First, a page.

Dinner at home was not on the menu when Jennifer Monahan planned her 10th wedding anniversary. But that was before the coronavirus pandemic drove hundreds of millions of couples around the globe indoors and into intensive togetherness, for better or for worse.
On April 10, she and her husband Brian instead raised a toast to their marriage from the confines of their shared living space. “Travel was out, and dinner in a nice restaurant was, um, off the table. So, we stayed in and had a nice home-cooked meal,” said Monahan, a communications manager at UC Berkeley’s School of Social Welfare.
Such are the lighter moments of love and marriage in tight quarters, though plenty of couples may soon be singing Dan Hicks’ “How can I miss you when you won’t go away?”
Intimate relationships can turn dark pretty fast under stay-at-home orders when decisions over whether to go for a run, make a trip to the grocery store or have food delivered include a life-or-death component, said Berkeley psychologist Robert Levenson.
Not business as usual
Levenson, a veteran scholar of long-term relationships, has tracked the psychological and physiological changes in more than 150 middle-aged and older couples in the San Francisco Bay Area for 30 years.
Today, in the face of COVID-19, the frustrations couples normally express in counseling sessions—such as financial worries, the division of chores, intimacy or a lack thereof and conflicting views on child-rearing—are taking a scarier turn.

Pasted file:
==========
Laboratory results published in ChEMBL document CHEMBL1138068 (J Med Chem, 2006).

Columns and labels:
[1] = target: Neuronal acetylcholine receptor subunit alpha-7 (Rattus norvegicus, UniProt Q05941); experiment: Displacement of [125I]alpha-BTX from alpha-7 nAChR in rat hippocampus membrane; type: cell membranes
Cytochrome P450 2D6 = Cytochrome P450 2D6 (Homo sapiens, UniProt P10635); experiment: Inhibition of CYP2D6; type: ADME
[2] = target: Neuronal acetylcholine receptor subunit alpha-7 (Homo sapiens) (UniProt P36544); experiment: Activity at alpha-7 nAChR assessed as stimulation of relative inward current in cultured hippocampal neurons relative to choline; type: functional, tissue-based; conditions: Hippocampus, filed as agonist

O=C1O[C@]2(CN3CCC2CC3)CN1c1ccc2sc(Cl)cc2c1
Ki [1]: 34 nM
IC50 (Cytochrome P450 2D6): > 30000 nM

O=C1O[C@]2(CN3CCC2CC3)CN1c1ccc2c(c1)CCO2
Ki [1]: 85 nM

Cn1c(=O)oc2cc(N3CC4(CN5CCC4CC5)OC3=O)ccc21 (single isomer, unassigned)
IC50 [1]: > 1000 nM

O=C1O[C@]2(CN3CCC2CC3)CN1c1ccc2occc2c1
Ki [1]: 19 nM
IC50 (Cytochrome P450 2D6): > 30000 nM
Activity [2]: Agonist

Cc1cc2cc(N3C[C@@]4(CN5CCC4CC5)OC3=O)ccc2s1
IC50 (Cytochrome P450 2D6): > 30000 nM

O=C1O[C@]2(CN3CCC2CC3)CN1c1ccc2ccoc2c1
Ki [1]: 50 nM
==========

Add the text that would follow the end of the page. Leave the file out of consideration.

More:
“People are asking themselves, “What if I get sick?” “What if my partner gets sick?” “What if we can’t get enough food?” “What if we lose a job?” “What if the world order crumbles, and it doesn’t feel safe to be out in the street?'” Levenson said. “This is a crucible that people are being thrust into, and it’s just not business as usual.”
More than 20% of the global population is currently under lockdown. Unlike World War II, which gave way to the baby-boom generation, demographers agree the 2020 coronavirus pandemic is more apt to drive up divorce rates than birth rates, as can be gauged in parts of China where the first COVID-19 cases were detected, and severe shutdowns were enforced.